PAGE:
Remember to thoroughly wash and dry your dog after they have been swimming, to remove any algae, toxins or chlorine from their coat. Don’t ever throw your dog into the water either; if any gets into their ears it is difficult for them to get out and makes them very prone to ear infections.

Sport for Dogs

Looking for more to do with your dog? Sports are fun for owner and dog alike, you can be as casual or as competitive as you like with most of these fun activities.

  • Agility – derived from Equestrian Showjumping, Dog agility is an obstacle course for the dog to negotiate, with you as the navigator. Including tunnels, jumps, climbing frames and weaving poles.
  • Flyball – a relay race for the dogs over a series of five jumps to a Flyball box. The dog triggers the box to release a tennis ball and race back with the ball over the jumps to their owner.
  • Herding – traditional sheep herding within the confines of a large pen. There are classes and weekend training camps that you and your working breed can attend to learn and participate in actual sheep herding techniques.
  • Treiball – this is sheep herding minus the sheep. The urban “sheep” is a large gym ball which the dogs are taught to “herd” through a goal post. Great fun for many dogs and owners.
  • Dockdogs – long jump into water! Using a your dogs favourite water toy the dogs launch off a dock into a pool to retrieve their toy. The dog that jumps the greatest distance wins.
  • Nosework– (scent work) any dog that likes food can enjoy this sport. It involves teaching your dog how to search for food in various locations and in, under or around obstacles. The most thoughtful and methodical dogs often do well at this game.
  • Lure Coursing – not just for Greyhounds, this game involves chasing a “lure” or fake rabbit around a course. Any dog that likes to chase will love this sport.
  • Canine freestyle – often called “Dog Dancing” is a series of heelwork patterns and tricks that are performed to music to look like dancing.
  • DiscDogs – Frisbee lovers favourite sport! There are different classes involving Distance Throwing or Tricks / Flips to earn points against the clock.
  • Obedience – competitive Heelwork, Scent Discrimination and Stays are a large part of this sport, suitable for any breed to show case his obedience skills and learn new ones.
  • Rally-O – this is a less formalised version of competitive obedience involving less complicated heelwork and some stations where different activities are performed. This sport is also timed, giving the handler a sense of urgency as well as accuracy to be successful.

Dog Park Etiquette

Dog parks can be fantastic places to supplement your dog’s daily exercise routine, as long as you are sensible and careful about when you go and who you let your dog interact with. Here are a few tips to make your walks as enjoyable and safe as possible:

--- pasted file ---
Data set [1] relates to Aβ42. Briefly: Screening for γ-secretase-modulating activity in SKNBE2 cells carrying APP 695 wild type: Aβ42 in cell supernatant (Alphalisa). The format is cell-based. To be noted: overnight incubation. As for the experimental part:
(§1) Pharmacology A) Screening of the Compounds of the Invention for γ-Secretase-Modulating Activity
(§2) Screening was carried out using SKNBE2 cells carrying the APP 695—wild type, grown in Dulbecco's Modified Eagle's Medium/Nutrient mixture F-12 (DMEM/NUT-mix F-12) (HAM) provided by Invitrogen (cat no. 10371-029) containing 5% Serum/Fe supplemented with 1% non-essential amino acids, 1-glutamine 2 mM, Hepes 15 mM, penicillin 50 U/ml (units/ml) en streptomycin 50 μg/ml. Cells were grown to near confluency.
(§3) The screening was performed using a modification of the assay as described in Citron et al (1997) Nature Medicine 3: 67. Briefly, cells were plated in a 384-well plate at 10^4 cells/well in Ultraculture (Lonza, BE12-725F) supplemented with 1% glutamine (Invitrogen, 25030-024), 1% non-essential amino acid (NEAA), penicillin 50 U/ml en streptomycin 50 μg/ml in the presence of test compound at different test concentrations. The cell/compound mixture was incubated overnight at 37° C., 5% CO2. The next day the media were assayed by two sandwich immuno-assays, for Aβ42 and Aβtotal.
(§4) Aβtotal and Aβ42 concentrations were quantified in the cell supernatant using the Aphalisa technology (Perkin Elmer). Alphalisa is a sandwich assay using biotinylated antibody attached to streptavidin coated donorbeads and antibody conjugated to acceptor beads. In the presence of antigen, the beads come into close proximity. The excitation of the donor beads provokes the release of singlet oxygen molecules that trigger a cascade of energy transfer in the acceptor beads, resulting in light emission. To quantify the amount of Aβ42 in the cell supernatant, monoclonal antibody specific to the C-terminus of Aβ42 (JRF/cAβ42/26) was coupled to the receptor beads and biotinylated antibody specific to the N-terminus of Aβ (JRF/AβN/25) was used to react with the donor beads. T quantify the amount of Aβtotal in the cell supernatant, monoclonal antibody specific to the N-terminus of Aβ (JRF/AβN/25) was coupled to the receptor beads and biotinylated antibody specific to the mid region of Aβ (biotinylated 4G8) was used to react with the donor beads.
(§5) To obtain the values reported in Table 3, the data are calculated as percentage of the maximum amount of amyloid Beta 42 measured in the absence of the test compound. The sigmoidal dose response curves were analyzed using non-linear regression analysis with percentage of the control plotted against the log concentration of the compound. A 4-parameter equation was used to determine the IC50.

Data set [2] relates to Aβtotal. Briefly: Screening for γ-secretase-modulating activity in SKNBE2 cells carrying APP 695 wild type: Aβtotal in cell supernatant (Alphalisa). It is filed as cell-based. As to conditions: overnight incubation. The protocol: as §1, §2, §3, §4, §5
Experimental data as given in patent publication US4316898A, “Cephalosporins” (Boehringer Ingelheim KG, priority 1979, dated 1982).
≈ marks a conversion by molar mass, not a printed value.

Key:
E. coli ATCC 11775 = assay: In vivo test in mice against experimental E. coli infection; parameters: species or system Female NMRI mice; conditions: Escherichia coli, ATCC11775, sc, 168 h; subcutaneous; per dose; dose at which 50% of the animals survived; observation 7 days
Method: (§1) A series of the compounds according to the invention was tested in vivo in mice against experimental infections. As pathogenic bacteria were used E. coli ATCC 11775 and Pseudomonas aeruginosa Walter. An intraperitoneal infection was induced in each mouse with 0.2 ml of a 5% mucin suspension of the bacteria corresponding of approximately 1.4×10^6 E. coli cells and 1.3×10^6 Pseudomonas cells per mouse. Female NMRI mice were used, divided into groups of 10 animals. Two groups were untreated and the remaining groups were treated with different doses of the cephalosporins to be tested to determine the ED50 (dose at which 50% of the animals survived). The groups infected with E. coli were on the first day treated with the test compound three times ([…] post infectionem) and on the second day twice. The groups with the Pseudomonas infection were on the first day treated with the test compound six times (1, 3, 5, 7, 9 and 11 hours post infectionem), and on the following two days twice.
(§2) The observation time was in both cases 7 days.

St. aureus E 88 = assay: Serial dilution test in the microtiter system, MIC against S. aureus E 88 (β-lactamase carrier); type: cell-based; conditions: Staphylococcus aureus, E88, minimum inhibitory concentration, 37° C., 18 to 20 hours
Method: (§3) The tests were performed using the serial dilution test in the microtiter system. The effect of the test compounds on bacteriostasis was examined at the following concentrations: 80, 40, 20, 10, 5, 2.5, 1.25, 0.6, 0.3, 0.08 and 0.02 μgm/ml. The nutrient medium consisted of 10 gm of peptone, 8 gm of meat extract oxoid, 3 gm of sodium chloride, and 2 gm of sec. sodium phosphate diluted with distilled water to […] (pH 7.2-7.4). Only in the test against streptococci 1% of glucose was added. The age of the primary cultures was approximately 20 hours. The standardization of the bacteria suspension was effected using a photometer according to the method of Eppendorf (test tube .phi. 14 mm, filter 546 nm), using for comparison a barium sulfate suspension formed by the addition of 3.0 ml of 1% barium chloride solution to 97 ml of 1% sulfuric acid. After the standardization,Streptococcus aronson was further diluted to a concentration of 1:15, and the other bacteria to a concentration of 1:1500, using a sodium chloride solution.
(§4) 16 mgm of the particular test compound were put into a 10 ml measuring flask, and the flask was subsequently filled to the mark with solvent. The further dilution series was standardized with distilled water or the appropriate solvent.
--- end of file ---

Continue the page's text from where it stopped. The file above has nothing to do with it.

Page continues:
1. Try to find one in a quiet area, or go at unpopular times of day. With lots of dogs that don’t know each other in the same small place, the possibility of disagreements can be quite high.
  2. Let your dog off the lead to interact with the other dogs. Statistically the most fights happen when one dog is on a lead and the other is off; this is because the one on lead can feel trapped, or are unable to perform their normal appeasing behaviours that would calm the situation.
  3. Keep yourself moving. If you stand in one place to let them play with another dog for too long, the likelihood of one misunderstanding the others intentions can rise. Let them greet politely and maybe have a brief play, and then it’s time to move on.
  4. Take toys and balls, but make sure your dog doesn’t guard them. Although it’s good to interact with yours and the other dogs, and have yourself as involved in their play as possible, keep an eye out for possessiveness and jealousy and reward polite games.
  5. Exercise your dog before you take them to the park. As counter intuitive as this sounds, a lot of problems arise when a highly energetic dog that has been pent up in the house all day is let out of the car to hurtle into a big group of dogs.
  6. Practise your recall at home. Calling your dog to you at the dog park is one of the hardest things to do, since you are asking them to come away from a highly rewarding and stimulating environment. Remember to call them to you throughout the walk, reward them, and then let them go again to play, otherwise they will begin to associate coming when called with going home.
  7. Teach your dog polite doggy manners. Running straight up to another dog and expecting them to play, as well as pushing into their personal space, is fairly rude and a lot of other dogs won’t appreciate it. If you see your dog pestering another that is clearly uncomfortable, call them away to find someone else.